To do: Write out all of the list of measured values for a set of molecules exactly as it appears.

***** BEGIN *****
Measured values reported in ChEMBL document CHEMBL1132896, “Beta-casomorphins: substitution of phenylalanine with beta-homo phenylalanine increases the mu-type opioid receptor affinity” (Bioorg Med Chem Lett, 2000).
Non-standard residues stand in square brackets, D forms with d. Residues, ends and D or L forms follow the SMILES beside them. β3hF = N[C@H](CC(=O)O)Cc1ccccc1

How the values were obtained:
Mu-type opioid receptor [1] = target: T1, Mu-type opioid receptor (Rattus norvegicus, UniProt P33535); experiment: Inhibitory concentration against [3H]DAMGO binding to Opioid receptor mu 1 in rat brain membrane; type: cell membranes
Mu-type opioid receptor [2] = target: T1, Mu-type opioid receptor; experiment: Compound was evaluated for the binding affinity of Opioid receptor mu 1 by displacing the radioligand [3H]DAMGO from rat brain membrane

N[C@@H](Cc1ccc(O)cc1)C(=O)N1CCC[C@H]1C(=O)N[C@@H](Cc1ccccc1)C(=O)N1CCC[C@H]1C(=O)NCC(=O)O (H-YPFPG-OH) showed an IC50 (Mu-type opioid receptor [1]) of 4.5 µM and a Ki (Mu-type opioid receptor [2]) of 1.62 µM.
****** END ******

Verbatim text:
Measured values reported in ChEMBL document CHEMBL1132896, “Beta-casomorphins: substitution of phenylalanine with beta-homo phenylalanine increases the mu-type opioid receptor affinity” (Bioorg Med Chem Lett, 2000).
Non-standard residues stand in square brackets, D forms with d. Residues, ends and D or L forms follow the SMILES beside them. β3hF = N[C@H](CC(=O)O)Cc1ccccc1

How the values were obtained:
Mu-type opioid receptor [1] = target: T1, Mu-type opioid receptor (Rattus norvegicus, UniProt P33535); experiment: Inhibitory concentration against [3H]DAMGO binding to Opioid receptor mu 1 in rat brain membrane; type: cell membranes
Mu-type opioid receptor [2] = target: T1, Mu-type opioid receptor; experiment: Compound was evaluated for the binding affinity of Opioid receptor mu 1 by displacing the radioligand [3H]DAMGO from rat brain membrane

N[C@@H](Cc1ccc(O)cc1)C(=O)N1CCC[C@H]1C(=O)N[C@@H](Cc1ccccc1)C(=O)N1CCC[C@H]1C(=O)NCC(=O)O (H-YPFPG-OH) showed an IC50 (Mu-type opioid receptor [1]) of 4.5 µM and a Ki (Mu-type opioid receptor [2]) of 1.62 µM.